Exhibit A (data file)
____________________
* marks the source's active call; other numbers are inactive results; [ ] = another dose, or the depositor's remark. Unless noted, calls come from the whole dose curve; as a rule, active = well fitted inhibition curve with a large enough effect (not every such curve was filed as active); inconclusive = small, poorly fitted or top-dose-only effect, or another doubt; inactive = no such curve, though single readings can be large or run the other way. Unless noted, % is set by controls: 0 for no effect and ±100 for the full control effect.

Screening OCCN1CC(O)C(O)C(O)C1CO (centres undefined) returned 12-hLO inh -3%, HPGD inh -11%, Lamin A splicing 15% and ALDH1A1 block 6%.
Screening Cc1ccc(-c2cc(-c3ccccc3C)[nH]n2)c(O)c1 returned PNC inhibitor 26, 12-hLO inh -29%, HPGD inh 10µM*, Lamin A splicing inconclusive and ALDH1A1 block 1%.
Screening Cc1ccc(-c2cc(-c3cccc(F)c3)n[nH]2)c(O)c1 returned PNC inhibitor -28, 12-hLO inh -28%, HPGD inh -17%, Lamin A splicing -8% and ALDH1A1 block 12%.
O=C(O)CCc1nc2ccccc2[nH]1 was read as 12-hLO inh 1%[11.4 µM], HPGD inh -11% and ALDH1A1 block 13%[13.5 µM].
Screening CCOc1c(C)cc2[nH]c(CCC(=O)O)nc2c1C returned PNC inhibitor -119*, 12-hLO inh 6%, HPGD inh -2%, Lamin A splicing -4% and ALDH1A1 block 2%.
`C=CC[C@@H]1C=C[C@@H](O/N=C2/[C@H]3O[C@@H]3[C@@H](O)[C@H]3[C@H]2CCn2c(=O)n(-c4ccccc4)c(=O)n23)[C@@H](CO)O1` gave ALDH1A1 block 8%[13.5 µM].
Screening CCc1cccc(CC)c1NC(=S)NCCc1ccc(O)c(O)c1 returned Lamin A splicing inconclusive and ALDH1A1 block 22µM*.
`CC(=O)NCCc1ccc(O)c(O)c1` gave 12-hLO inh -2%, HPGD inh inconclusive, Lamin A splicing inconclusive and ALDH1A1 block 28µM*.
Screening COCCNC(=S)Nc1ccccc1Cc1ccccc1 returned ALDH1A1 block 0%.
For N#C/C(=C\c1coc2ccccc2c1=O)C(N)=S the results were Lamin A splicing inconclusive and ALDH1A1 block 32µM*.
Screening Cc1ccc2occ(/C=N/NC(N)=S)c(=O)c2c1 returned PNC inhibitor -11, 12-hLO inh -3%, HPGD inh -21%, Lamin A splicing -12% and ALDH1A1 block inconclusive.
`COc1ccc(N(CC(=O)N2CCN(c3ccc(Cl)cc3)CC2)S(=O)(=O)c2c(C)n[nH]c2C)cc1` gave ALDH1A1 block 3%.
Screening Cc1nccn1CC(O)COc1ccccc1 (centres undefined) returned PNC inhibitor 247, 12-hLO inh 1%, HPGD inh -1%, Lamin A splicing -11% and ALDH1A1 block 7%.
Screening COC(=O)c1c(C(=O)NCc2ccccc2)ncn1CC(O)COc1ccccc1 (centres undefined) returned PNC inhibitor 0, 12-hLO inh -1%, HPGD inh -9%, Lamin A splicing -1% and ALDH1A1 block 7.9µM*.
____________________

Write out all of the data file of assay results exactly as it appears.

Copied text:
* marks the source's active call; other numbers are inactive results; [ ] = another dose, or the depositor's remark. Unless noted, calls come from the whole dose curve; as a rule, active = well fitted inhibition curve with a large enough effect (not every such curve was filed as active); inconclusive = small, poorly fitted or top-dose-only effect, or another doubt; inactive = no such curve, though single readings can be large or run the other way. Unless noted, % is set by controls: 0 for no effect and ±100 for the full control effect.

Screening OCCN1CC(O)C(O)C(O)C1CO (centres undefined) returned 12-hLO inh -3%, HPGD inh -11%, Lamin A splicing 15% and ALDH1A1 block 6%.
Screening Cc1ccc(-c2cc(-c3ccccc3C)[nH]n2)c(O)c1 returned PNC inhibitor 26, 12-hLO inh -29%, HPGD inh 10µM*, Lamin A splicing inconclusive and ALDH1A1 block 1%.
Screening Cc1ccc(-c2cc(-c3cccc(F)c3)n[nH]2)c(O)c1 returned PNC inhibitor -28, 12-hLO inh -28%, HPGD inh -17%, Lamin A splicing -8% and ALDH1A1 block 12%.
O=C(O)CCc1nc2ccccc2[nH]1 was read as 12-hLO inh 1%[11.4 µM], HPGD inh -11% and ALDH1A1 block 13%[13.5 µM].
Screening CCOc1c(C)cc2[nH]c(CCC(=O)O)nc2c1C returned PNC inhibitor -119*, 12-hLO inh 6%, HPGD inh -2%, Lamin A splicing -4% and ALDH1A1 block 2%.
`C=CC[C@@H]1C=C[C@@H](O/N=C2/[C@H]3O[C@@H]3[C@@H](O)[C@H]3[C@H]2CCn2c(=O)n(-c4ccccc4)c(=O)n23)[C@@H](CO)O1` gave ALDH1A1 block 8%[13.5 µM].
Screening CCc1cccc(CC)c1NC(=S)NCCc1ccc(O)c(O)c1 returned Lamin A splicing inconclusive and ALDH1A1 block 22µM*.
`CC(=O)NCCc1ccc(O)c(O)c1` gave 12-hLO inh -2%, HPGD inh inconclusive, Lamin A splicing inconclusive and ALDH1A1 block 28µM*.
Screening COCCNC(=S)Nc1ccccc1Cc1ccccc1 returned ALDH1A1 block 0%.
For N#C/C(=C\c1coc2ccccc2c1=O)C(N)=S the results were Lamin A splicing inconclusive and ALDH1A1 block 32µM*.
Screening Cc1ccc2occ(/C=N/NC(N)=S)c(=O)c2c1 returned PNC inhibitor -11, 12-hLO inh -3%, HPGD inh -21%, Lamin A splicing -12% and ALDH1A1 block inconclusive.
`COc1ccc(N(CC(=O)N2CCN(c3ccc(Cl)cc3)CC2)S(=O)(=O)c2c(C)n[nH]c2C)cc1` gave ALDH1A1 block 3%.
Screening Cc1nccn1CC(O)COc1ccccc1 (centres undefined) returned PNC inhibitor 247, 12-hLO inh 1%, HPGD inh -1%, Lamin A splicing -11% and ALDH1A1 block 7%.
Screening COC(=O)c1c(C(=O)NCc2ccccc2)ncn1CC(O)COc1ccccc1 (centres undefined) returned PNC inhibitor 0, 12-hLO inh -1%, HPGD inh -9%, Lamin A splicing -1% and ALDH1A1 block 7.9µM*.